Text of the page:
A clean sweep of mother-son relations

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Can this relationship be saved?

When it comes to cleaning, my 9-year-old son thinks a horizontal surface is a space onto which he can drop trading cards, old homework, various action figures, and tiny plastic parts barely visible to the naked eye belonging to erector sets he does not even remember owning.

He calls these spaces “my room just how I like it.” I call these spaces dumpsters.

Can’t change him. Ladies, if you are reading this, let me set you straight: not only is it quite nearly impossible to ever “change” a man, you barely have a fighting chance even when you’ve had him in your clutches since birth.

Talk about a “self made man.” I made this (future) man and I have had no more luck in “teaching” him to be naturally neat than I would have had in teaching my dog to tap dance.

My son is a good boy. He’s a lovely person if I do say so myself and we get many compliments on him. Overall, we think he’s a keeper.

Mounds. Then I walk into his room and I just about want to cry. Or light a match. There are simply mounds everywhere. Mounds of clothing (some clean, some dirty, the problem is in knowing which is which?) Mounds of bedding. Mounds of colorful plastic that must be part of something terrifically creative — or terribly deranged.

This boy has never seen a horizontal surface he didn’t think would be perfect to pile something — anything — upon. It’s as if the very sight of a clean, uncluttered flat surface leaves him somehow incomplete.

I have entered the room, looked around, and unable to discern signs of life been forced to call out (slightly panicked) for him.

Peek-a-boo. He will pop up from under some pile or other and say “I’m right here mom!” as if the small bulge in the teetering mound of wadded up laundry, bedding, a drum set, desk chair, and a couple hundred pounds of Pokemon cards should clearly have indicated his presence all along.

I understand that some mothers just throw in the towel (and pillowcase, dirty laundry, and crusty bowls stashed under the bed). I, however, am no pushover.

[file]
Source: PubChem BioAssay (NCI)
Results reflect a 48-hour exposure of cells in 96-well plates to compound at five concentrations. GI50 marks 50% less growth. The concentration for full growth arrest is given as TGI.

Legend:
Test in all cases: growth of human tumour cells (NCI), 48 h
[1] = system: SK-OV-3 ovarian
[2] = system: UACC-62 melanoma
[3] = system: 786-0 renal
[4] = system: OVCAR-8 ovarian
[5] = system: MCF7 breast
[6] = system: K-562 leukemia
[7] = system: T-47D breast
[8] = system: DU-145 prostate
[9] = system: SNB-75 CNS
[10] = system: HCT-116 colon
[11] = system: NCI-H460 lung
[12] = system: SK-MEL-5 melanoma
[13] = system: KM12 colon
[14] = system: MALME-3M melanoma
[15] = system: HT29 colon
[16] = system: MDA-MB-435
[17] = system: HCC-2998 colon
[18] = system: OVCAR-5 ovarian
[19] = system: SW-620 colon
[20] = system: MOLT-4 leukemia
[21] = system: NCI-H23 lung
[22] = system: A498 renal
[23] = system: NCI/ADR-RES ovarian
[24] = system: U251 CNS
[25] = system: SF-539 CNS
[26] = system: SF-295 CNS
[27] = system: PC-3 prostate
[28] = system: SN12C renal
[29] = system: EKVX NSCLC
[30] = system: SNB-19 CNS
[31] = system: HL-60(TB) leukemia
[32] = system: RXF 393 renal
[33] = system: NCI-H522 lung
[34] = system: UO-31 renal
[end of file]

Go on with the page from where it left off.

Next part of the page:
I’ve tried playing the heavy, but my son’s room is enough to make “don’t make me come in there!” less a strong, disciplinary missive and more a pathetic plea for mercy.

Hope springs eternal and I really thought I could mold a man (and what, after all, is a 9-year-old boy but simply a mini-man sans car keys and a career by which to bankroll his own cleaning staff?)

Purple power. From the time he was very small I would cheerfully demonstrate how much “fun” it could be to clean up after ourselves. I was the Improv mommy! I pantomimed that lying Barney the Dinosaur in sing-song “clean up, clean up, everybody everywhere, clean up, clean up everybody do their share!”

The awesome power of a purple dinosaur combined with my can’t-carry-a-tune-in-a-bucket singing notwithstanding, I was shocked to discover as young as age 3 that my son absorbed the spirit, if not the letter of the thing.

Grabbing one of the toy baskets I would say brightly “let’s clean up just like Barney says!” and my son, light of my life, would respond happily and with unbridled enthusiasm “OK!”

Within minutes he would be plopped down with a book, toy truck, or errant dust mote he spied floating by and cleaning nothing much at all.

Forever committed to a lost cause, I once attempted to use logic (never a good idea on a man of any age): “Honey, doesn’t Barney say “everybody do their share?” Who do you think everybody is sweetie?”

To which my son replied cheerily and with utter sincerity: “you?”

He was 3, which is why I let him live. I love my son and he has many strengths. He is thoughtful, punctual, and kind. I fear nonetheless that I have given birth to the messierhalf of the Odd Couple.

Odd Couple. My son is Oscar to my Felix. Worse, his trash isbecoming my bag. Or baggage. I can only apologize to any future daughter-in-law I may be blessed with and hope that she’ll love me anyway when I say I tried dear. I tried.

Until then, when it comes to my son and I and our wildly different definitions of “clean” I can only wonder “can this relationship be saved?”

More importantly, can old homework, torn trading cards, and Legos be saved too?

(Kymberly Foster Seabolt daydreams about tidy bookshelves. She welcomes comments c/o lifeoutloud@comcast.net; http://kymberlyfosterseabolt.com; or P.O. Box 38, Salem, OH 44460.)

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Warm, witty and just a wee bit warped, Kymberly Foster Seabolt is a native of Kent, Ohio, who survived childhood exposure to disco and grew up to marry and move to the country. Her column weaves her special brand of humor with poignant, entertaining, and honest portrayals of parenting, marriage, and real life. She currently lives in northeastern Ohio with her husband, two children, two dogs, two cats, and numerous dust bunnies who wish to remain nameless.

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